Tension continues to rise among the faithful of the Archdiocese of Ernakulam-Angamaly in Kerala, India. On October 1, 2022, several members of the Archdiocesan Movement for Transparency (AMT) expressed their displeasure by publicly burning a circular from the Apostolic Administrator outside his home.
Since the end of September, Bishop Andrews Thazhath has benefited from strong police protection for his travels and the meetings he attends because the situation is tense.
The pill does not go down very well with the AMT, an association which brings together lay people and priests opposed to the restoration of the Syro-Malabar liturgy begun in the diocese. But in this fight, the “trads” are not necessarily those you would think.
To grasp the full complexity of the situation, we must remember that in the first half of the 20th century in India, two currents were formed within the Syro-Malabar Catholic Church.
Two currents are made up of those who oppose those who wish a restoration of the rite according to the Syrian-Eastern tradition and those who call for an Indian-style inculturation in order to approach the supposed liturgical origins of a church founded by the holy apostle Thomas.
It is in the name of this liturgical archaism which results in such chaos that the unity of the local Church has been called into question.
In 1999, seeking a compromise, a Syro-Malabar synod decided unanimously, with the approval of the Holy See, that the priest would celebrate the liturgy facing the people until the offertory, then ad orient to Communion. This is a provision against which some priests resist in the name of maintaining “their traditions”, which date back half a century.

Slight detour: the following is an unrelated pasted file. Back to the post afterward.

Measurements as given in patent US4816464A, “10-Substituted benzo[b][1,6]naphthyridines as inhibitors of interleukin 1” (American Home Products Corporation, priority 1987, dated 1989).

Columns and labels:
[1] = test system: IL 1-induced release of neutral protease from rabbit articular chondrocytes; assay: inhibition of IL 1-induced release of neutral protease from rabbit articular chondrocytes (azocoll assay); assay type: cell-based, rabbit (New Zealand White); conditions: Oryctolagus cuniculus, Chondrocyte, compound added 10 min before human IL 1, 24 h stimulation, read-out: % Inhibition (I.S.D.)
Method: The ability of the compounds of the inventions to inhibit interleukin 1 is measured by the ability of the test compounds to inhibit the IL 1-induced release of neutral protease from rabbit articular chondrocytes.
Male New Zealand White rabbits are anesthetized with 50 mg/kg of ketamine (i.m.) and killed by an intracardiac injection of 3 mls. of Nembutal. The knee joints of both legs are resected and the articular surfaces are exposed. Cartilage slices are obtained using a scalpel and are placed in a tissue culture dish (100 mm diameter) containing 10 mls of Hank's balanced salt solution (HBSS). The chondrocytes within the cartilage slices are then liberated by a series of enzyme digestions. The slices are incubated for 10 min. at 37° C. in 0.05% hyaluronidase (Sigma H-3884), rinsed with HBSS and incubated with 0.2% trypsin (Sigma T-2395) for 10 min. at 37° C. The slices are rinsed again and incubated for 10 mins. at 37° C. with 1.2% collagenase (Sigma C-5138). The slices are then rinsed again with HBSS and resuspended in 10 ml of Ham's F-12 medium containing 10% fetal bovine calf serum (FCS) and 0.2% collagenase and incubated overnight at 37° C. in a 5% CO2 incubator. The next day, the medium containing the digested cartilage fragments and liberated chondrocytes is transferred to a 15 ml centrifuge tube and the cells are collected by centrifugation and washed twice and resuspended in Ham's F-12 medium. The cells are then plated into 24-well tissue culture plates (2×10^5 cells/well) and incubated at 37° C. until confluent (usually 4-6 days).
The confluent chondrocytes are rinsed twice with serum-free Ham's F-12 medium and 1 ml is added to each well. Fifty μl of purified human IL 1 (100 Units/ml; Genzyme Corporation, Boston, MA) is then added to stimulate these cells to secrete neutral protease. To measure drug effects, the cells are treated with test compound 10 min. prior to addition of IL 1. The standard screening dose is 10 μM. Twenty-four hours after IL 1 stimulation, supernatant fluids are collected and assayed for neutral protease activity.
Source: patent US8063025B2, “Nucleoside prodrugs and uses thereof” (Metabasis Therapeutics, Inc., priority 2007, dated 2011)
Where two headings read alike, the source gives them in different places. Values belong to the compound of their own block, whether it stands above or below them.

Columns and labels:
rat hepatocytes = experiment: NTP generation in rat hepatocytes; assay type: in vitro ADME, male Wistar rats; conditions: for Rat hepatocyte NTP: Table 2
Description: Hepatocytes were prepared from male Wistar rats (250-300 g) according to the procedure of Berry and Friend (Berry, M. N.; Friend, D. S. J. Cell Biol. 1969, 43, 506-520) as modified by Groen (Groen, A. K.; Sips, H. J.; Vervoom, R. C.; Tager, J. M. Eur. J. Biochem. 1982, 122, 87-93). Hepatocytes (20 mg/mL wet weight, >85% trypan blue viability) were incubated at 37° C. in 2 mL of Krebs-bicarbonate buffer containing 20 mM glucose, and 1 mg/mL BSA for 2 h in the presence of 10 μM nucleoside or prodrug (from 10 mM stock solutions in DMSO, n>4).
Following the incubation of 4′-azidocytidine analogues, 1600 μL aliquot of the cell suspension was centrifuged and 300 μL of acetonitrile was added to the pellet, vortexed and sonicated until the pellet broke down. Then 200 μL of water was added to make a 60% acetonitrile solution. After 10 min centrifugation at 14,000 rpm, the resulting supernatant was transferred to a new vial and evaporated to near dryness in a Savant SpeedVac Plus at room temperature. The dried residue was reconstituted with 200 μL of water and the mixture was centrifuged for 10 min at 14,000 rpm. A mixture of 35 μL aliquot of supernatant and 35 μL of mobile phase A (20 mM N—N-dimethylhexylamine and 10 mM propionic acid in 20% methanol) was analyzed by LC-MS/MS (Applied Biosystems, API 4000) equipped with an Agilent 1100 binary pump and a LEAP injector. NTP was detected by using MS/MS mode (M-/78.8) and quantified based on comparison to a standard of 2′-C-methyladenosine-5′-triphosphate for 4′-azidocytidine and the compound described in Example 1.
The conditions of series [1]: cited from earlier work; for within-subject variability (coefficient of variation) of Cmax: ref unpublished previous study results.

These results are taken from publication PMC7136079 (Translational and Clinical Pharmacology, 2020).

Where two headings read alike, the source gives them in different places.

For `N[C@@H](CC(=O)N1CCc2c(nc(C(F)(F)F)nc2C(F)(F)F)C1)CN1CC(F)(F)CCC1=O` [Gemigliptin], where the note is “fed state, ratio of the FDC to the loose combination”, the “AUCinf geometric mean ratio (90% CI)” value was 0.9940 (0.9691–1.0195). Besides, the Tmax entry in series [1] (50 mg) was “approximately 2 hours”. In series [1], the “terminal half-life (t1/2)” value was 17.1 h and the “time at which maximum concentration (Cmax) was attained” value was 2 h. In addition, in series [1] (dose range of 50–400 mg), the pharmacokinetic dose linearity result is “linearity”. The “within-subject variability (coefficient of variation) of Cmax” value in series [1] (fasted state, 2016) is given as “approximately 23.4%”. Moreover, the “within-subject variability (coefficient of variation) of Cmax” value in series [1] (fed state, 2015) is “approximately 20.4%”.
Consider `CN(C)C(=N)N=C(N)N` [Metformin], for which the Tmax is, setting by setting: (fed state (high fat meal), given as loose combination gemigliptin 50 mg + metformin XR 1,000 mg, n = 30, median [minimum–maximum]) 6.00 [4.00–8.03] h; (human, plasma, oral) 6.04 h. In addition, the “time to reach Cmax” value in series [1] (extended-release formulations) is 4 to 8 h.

The members of the AMT, opposed to the restoration attempt approved by Rome, claim to represent the majority of the clergy of the archdiocese, and do not intend to give in to those who would like them to stop celebrating the liturgy facing the people. throughout the performance. And so they flooded the Vatican with petitions asking for recognition of the celebration in front of the people as a “liturgical variant”.
But Rome does not see it that way. In a letter dated September 20, 2022, Cardinal Leonardo Sandri, prefect of the Dicastery for the Eastern Churches, signified a categorical “no” to the demands of opponents of the reform: “A liturgical variant for the eparchy of Ernakulam-Angamaly is therefore excluded,” the high prelate wrote to Archbishop Thazath.
And Cardinal Sandri added: “While leaving it to the pastoral care of your grace to decide on the particular measures, it seems necessary to put an immediate end to the confusion on the principles, and to specify that all bishops, priests , religious and laity are bound to conform to the synodal decision on the holy liturgy”.
And to move from words to deeds, Rome has decided to depose Mgr. Antony Kariyil, an opponent of the reform.
It was the circular drafted by Bishop Thazath which was to be read from the pulpit on October 9, 2022, sparked a fierce negative reaction.